The PDA 12 stores vehicle preference management software in its memory 48. This software allows a user to select preference settings for vehicle accessory devices. Updates to the software, either to provide additional functionality or to accommodate new vehicle models or changes in manufacturer electronic control unit settings, ate accommodated by downloading updated software, or in the case of a new user, the initial downloaded software, via a vehicle preference manager website 52. That is, the website 52 includes software downloads for new users as well as updates for existing users. A user obtains the new or updated software by connecting the PDA 12 to a networked PC 50, which has a connection to the Internet, as shown schematically in FIG. 2. By accessing the vehicle preference manager website 52, the user is able to download the desired software to the networked PC 50, and then install and run the software on the PDA 12 connected to the networked PC 50. Alternatively, the PDA 12 directly connects to the website 52 via the Internet to receive the software.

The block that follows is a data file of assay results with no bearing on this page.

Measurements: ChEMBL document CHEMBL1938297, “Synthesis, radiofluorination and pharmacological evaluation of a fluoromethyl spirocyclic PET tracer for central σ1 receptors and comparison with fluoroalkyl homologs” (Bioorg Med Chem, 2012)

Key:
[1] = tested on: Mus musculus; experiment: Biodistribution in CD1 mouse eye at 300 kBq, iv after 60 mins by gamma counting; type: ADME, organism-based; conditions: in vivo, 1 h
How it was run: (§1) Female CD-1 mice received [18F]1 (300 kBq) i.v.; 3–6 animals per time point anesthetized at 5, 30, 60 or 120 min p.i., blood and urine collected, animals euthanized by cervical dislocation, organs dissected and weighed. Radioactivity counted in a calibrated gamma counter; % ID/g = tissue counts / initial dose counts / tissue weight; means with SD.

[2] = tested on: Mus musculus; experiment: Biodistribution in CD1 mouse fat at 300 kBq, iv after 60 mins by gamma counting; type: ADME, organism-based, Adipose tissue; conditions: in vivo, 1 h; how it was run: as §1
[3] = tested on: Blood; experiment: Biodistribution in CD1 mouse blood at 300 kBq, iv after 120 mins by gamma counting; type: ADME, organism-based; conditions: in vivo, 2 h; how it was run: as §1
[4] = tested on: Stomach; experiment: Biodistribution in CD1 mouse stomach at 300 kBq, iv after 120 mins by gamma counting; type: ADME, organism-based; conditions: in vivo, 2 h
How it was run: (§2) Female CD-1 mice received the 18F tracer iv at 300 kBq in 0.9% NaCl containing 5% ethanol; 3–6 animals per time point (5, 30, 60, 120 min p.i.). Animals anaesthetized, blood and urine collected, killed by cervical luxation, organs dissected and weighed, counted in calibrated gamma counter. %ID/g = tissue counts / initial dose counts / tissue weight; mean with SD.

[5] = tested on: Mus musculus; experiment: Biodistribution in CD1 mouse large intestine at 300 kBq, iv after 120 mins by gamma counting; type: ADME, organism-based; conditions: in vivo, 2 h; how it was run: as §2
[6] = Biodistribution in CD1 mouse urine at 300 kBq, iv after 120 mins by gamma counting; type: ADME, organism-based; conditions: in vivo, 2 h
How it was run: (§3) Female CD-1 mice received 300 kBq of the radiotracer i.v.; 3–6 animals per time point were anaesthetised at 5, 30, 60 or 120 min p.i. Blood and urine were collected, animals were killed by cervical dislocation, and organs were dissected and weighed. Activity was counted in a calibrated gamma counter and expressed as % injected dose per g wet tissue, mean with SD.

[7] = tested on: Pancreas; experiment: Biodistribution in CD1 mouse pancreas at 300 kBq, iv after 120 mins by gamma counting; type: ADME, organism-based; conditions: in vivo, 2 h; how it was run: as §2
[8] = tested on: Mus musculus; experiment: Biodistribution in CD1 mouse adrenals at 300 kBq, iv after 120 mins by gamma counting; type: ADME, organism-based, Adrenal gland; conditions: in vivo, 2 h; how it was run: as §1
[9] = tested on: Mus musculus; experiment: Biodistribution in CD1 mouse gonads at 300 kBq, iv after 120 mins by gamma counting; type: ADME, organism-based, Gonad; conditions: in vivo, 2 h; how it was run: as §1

The vehicle preference management software allows a user to select preference settings for various vehicle accessory devices. With reference to FIGS. 2 and 7, the vehicle preference management software operating on the PDA 12 enables the PDA 12 to interface with the data controller 14 to transmit user preference data to the vehicle electronic control unit 22. Such transmission may be wireless or hard-wired, and occurs between the transceiver 18 of the PDA 12 and the transceiver 16 of the vehicle 10, as best shown in FIG. 2.